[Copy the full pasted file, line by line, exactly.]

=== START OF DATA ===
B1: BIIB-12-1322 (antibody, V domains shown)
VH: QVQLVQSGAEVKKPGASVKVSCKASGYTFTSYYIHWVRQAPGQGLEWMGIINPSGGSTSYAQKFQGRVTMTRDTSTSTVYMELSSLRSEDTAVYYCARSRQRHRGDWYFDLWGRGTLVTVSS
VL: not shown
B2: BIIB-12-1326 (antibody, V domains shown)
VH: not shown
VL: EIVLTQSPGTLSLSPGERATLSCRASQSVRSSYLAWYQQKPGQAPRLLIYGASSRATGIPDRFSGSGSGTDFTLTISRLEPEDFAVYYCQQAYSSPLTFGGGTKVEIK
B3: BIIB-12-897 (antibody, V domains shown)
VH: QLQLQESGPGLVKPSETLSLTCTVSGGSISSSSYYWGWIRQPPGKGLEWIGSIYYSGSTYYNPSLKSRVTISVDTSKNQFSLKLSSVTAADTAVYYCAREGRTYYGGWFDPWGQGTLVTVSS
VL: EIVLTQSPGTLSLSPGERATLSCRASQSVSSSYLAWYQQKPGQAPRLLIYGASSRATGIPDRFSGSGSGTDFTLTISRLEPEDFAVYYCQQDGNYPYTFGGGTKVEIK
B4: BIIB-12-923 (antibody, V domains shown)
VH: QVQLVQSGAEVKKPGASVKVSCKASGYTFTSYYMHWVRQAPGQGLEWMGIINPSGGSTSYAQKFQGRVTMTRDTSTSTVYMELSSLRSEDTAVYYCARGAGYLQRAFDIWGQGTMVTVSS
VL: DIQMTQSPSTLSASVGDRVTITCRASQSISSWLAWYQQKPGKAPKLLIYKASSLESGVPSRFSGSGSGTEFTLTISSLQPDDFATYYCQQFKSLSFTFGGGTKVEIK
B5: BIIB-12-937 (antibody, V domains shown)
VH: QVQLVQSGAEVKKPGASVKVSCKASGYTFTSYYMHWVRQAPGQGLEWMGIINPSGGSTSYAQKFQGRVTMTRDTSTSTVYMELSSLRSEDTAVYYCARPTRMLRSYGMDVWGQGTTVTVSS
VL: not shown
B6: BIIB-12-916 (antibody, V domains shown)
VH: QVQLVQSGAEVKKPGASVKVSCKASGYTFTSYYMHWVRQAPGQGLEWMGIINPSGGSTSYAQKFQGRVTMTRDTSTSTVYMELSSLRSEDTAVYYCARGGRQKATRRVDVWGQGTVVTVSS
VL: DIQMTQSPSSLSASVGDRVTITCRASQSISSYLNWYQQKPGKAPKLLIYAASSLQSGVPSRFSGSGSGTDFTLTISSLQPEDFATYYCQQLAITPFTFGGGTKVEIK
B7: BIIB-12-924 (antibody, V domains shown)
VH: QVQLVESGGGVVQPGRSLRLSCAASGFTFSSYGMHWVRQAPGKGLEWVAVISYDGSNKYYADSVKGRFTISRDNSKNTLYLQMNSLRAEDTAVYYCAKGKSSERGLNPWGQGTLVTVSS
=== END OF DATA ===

B1: BIIB-12-1322 (antibody, V domains shown)
VH: QVQLVQSGAEVKKPGASVKVSCKASGYTFTSYYIHWVRQAPGQGLEWMGIINPSGGSTSYAQKFQGRVTMTRDTSTSTVYMELSSLRSEDTAVYYCARSRQRHRGDWYFDLWGRGTLVTVSS
VL: not shown
B2: BIIB-12-1326 (antibody, V domains shown)
VH: not shown
VL: EIVLTQSPGTLSLSPGERATLSCRASQSVRSSYLAWYQQKPGQAPRLLIYGASSRATGIPDRFSGSGSGTDFTLTISRLEPEDFAVYYCQQAYSSPLTFGGGTKVEIK
B3: BIIB-12-897 (antibody, V domains shown)
VH: QLQLQESGPGLVKPSETLSLTCTVSGGSISSSSYYWGWIRQPPGKGLEWIGSIYYSGSTYYNPSLKSRVTISVDTSKNQFSLKLSSVTAADTAVYYCAREGRTYYGGWFDPWGQGTLVTVSS
VL: EIVLTQSPGTLSLSPGERATLSCRASQSVSSSYLAWYQQKPGQAPRLLIYGASSRATGIPDRFSGSGSGTDFTLTISRLEPEDFAVYYCQQDGNYPYTFGGGTKVEIK
B4: BIIB-12-923 (antibody, V domains shown)
VH: QVQLVQSGAEVKKPGASVKVSCKASGYTFTSYYMHWVRQAPGQGLEWMGIINPSGGSTSYAQKFQGRVTMTRDTSTSTVYMELSSLRSEDTAVYYCARGAGYLQRAFDIWGQGTMVTVSS
VL: DIQMTQSPSTLSASVGDRVTITCRASQSISSWLAWYQQKPGKAPKLLIYKASSLESGVPSRFSGSGSGTEFTLTISSLQPDDFATYYCQQFKSLSFTFGGGTKVEIK
B5: BIIB-12-937 (antibody, V domains shown)
VH: QVQLVQSGAEVKKPGASVKVSCKASGYTFTSYYMHWVRQAPGQGLEWMGIINPSGGSTSYAQKFQGRVTMTRDTSTSTVYMELSSLRSEDTAVYYCARPTRMLRSYGMDVWGQGTTVTVSS
VL: not shown
B6: BIIB-12-916 (antibody, V domains shown)
VH: QVQLVQSGAEVKKPGASVKVSCKASGYTFTSYYMHWVRQAPGQGLEWMGIINPSGGSTSYAQKFQGRVTMTRDTSTSTVYMELSSLRSEDTAVYYCARGGRQKATRRVDVWGQGTVVTVSS
VL: DIQMTQSPSSLSASVGDRVTITCRASQSISSYLNWYQQKPGKAPKLLIYAASSLQSGVPSRFSGSGSGTDFTLTISSLQPEDFATYYCQQLAITPFTFGGGTKVEIK
B7: BIIB-12-924 (antibody, V domains shown)
VH: QVQLVESGGGVVQPGRSLRLSCAASGFTFSSYGMHWVRQAPGKGLEWVAVISYDGSNKYYADSVKGRFTISRDNSKNTLYLQMNSLRAEDTAVYYCAKGKSSERGLNPWGQGTLVTVSS